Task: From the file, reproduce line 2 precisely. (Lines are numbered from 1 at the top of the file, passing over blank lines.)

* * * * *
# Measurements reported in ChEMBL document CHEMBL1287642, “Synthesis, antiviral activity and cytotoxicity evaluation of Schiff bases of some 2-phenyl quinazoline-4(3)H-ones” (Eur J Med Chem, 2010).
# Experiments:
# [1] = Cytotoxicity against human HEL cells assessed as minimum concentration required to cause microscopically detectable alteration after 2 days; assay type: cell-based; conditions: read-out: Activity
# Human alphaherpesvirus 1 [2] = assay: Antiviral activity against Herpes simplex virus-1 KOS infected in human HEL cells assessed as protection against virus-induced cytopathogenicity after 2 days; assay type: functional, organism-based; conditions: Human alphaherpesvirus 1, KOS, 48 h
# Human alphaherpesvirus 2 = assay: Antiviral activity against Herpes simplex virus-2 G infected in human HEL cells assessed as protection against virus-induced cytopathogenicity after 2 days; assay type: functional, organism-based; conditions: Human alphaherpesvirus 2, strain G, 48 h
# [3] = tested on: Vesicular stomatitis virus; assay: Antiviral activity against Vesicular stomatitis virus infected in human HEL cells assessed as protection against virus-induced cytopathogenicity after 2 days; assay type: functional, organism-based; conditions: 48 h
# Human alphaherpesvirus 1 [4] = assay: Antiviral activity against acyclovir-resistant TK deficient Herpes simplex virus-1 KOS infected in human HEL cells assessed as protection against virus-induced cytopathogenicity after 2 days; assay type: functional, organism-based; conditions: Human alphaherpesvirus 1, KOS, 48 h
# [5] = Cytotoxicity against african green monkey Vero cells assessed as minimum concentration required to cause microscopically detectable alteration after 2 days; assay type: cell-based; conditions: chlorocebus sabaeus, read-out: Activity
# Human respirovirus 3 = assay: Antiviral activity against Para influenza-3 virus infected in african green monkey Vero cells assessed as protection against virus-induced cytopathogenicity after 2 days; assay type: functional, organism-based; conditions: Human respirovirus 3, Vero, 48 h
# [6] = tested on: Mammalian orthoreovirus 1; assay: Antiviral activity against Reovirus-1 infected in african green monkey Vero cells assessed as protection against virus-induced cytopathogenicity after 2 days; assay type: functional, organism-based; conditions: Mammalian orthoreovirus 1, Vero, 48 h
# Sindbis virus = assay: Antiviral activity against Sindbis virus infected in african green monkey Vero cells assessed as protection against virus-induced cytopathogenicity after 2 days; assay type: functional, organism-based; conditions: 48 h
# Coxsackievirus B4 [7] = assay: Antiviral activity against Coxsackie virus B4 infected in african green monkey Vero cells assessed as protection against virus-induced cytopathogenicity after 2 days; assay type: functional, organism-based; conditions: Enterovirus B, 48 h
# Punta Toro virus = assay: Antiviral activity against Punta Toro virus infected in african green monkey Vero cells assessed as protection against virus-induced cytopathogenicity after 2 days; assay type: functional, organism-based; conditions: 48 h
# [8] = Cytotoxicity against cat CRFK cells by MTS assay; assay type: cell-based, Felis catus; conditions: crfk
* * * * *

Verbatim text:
# Experiments: